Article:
The new olives are barely beginning to show on grower Manel Lleisa's 1,500 trees. Harvest isn't until next winter. Lleisa says he should have a crew of workers here now, pruning. But he can't afford it.
"Our biggest problem is the cost of labor," Lleisa said. "The more mechanized your operation is the better, to reduce costs. But still we struggle. We're down to just two employees. We used to have up to 10 during off time to prune trees."
It's not that hiring more workers would cut into Lleisa's profits. There are no profits, he says. It costs Lleisa about $3 to make one liter of oil. But the handful of olive oil middlemen — the wholesalers — pay just $2.50. With every liter, he loses $0.50.
"I don't want to get rich, I just want to survive," Lleisa said. And if it costs me $3 or $3.50 to produce, the price should be $4. "In this way we could all get by. Right now the situation is abysmal. The consumer wants cheap products, and that's what we're forced to give them."
Olive oil prices are in the gutter, which is good for consumers today. But olive growers like Lleisa say they're being squeezed out of business.
Spain is the world's largest olive oil producer, much of it going to the US. And farmers there say if they're forced to abandon their orchards it will be an economic and environmental disaster.
At a supermarket in Barcelona called Caprabo, olive oil is dirt cheap, $2.50 a liter. Spaniards use olive oil in just about everything, from dressing salads to frying fish. Stores use it as a so-called "hook product," a cheap staple that draws consumers in, so that they buy other stuff too.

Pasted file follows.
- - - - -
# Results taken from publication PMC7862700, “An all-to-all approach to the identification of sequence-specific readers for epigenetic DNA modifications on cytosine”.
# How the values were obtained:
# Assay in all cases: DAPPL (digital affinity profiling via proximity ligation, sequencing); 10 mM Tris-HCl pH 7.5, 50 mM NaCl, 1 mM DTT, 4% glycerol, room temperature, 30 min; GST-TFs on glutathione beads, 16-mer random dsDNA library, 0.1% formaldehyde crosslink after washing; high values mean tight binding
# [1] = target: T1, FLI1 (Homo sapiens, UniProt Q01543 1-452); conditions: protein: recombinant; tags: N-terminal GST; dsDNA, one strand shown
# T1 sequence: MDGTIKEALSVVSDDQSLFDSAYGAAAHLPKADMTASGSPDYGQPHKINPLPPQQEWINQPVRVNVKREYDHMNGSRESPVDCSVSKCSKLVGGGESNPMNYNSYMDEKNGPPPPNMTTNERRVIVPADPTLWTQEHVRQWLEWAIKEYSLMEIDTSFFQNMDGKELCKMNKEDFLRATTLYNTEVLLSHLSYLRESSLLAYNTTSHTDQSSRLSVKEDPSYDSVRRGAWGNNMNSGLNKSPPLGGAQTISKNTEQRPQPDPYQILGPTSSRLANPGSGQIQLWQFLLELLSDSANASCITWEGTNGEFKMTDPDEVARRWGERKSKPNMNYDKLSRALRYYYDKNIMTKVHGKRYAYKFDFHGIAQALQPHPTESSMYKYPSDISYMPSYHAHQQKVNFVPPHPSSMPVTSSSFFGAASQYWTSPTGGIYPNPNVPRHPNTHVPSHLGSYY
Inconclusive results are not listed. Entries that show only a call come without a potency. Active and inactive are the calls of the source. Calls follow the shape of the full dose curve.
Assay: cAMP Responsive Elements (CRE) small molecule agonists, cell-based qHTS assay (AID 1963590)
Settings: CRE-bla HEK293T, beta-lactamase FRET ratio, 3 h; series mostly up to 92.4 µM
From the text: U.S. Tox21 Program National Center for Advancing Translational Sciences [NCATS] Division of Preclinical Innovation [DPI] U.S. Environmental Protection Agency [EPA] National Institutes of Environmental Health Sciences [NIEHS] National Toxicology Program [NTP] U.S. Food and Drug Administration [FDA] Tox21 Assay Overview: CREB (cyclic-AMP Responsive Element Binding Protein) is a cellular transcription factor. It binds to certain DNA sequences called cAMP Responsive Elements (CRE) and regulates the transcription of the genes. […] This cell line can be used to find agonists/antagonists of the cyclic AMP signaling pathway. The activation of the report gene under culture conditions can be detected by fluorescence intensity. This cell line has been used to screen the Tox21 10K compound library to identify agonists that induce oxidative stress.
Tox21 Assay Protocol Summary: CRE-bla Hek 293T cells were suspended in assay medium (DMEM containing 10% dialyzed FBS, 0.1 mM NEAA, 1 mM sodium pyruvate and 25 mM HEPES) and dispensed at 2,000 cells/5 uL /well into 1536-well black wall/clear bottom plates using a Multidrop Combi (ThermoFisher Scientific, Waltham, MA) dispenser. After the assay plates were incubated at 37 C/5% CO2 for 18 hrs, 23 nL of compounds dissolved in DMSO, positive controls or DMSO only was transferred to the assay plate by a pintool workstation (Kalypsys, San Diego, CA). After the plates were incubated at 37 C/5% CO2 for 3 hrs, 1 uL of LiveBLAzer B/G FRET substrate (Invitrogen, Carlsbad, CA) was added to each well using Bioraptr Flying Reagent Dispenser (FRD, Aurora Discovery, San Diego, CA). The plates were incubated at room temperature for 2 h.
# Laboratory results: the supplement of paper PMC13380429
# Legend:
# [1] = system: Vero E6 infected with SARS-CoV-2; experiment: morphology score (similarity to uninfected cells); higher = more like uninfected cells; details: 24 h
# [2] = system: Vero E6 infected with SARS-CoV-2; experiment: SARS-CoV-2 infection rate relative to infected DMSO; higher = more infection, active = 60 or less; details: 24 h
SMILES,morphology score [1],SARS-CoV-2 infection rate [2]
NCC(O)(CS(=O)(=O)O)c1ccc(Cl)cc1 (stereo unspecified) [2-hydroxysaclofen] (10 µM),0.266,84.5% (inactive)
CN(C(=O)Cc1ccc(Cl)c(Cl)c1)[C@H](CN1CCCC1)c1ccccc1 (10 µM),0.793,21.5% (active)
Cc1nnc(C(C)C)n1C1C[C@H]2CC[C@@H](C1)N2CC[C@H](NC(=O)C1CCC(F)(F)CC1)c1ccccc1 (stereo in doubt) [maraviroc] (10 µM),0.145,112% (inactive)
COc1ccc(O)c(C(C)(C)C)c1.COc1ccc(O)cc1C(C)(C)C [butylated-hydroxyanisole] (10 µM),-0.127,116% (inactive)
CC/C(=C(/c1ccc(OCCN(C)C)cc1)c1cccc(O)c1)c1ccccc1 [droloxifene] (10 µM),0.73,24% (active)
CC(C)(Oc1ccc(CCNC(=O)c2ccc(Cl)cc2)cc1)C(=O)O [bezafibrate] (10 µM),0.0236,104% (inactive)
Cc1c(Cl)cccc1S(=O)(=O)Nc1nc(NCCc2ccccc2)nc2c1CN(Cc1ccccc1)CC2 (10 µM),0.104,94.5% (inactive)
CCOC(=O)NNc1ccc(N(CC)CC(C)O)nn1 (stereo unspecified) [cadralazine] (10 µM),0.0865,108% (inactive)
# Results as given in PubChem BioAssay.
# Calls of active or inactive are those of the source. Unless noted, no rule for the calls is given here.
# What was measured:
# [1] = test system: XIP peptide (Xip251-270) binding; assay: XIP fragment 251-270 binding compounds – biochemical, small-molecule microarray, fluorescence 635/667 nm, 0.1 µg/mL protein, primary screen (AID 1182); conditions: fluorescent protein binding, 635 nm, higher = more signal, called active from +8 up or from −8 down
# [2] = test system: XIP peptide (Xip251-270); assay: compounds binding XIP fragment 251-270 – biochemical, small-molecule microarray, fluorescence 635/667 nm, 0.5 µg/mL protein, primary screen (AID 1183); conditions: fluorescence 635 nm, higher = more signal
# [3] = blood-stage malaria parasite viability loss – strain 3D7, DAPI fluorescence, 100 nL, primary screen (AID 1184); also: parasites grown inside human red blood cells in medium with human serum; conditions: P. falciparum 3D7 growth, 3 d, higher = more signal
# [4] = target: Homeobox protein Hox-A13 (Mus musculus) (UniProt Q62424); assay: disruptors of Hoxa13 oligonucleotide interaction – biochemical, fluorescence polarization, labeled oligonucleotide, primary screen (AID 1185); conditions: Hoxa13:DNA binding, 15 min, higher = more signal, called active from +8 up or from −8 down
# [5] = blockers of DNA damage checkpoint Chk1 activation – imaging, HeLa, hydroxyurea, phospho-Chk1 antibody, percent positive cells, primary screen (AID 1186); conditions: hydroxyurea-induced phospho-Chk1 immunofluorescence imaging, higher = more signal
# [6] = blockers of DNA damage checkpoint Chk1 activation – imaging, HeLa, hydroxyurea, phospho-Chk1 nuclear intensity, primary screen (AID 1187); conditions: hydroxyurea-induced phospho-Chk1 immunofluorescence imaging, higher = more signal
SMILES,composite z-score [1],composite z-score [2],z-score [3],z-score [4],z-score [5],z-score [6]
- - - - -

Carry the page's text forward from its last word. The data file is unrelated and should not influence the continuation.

A middle aged shopper named Maria Pilar Fernandez said she knows that olive growers are suffering. She said it's always the wholesalers who make the money.
Spain's main olive oil wholesalers and supermarkets either declined or didn't respond to interview requests.
Stanka Becheva is with Friends of the Earth, an environmental group that defends small-scale farming. She said the dynamic in Spain's olive oil market isn't unique in Europe.
"The whole food chain is mostly controlled by few processors," Becheva said. "They are setting the prices. We have in Europe around 30 million farmers and only a few processors and retailers negotiating the prices. It is not a monopoly but there are only a few of them who can set the prices, and that's a problem."
Becheva said Europe needs to change its agriculture policy, to promote local processing and selling. Such efforts exist, via cooperatives, like the one in Tortosa.
In this co-op's supermarket, farmers like Lleisa can sell their olive oil and actually earn a little. Their market: people who consciously support local growers.
"They bring me the oil, and I sell it here at the co-op for $4 a liter," said Josep Estrada, the co-op's director. "But that's only 10 to 15 percent of the production. The rest I have to sell in bulk to the wholesalers."
Estrada said earnings from the co-op only cover the organization's administrative costs, and nothing more. He says the wholesalers and supermarkets err by thinking only of the consumer.
"The producer, the farmer, we matter nothing to them, until our whole industry dies altogether. And if that happens they'll just get their olive oil from Latin America, South Africa, or India, because they produce cheaper," Estrada said.
Out in Manel Lleisa's olive orchard, the farmer pointed toward the Spanish countryside. He said it's not just millions of jobs that are at stake.
"Just look around at the fields where they're not working the land anymore," he said. "The grass is all grown up. Here in the summer it is very hot and dry. 100 degrees and not a drop of rain. If this brush catches fire it'll reach all the way to Tortosa, consume this entire valley. And you'll lose the entire sector."
And here you can't do anything else but grow olives, he said. It's the only tree that can withstand the climate.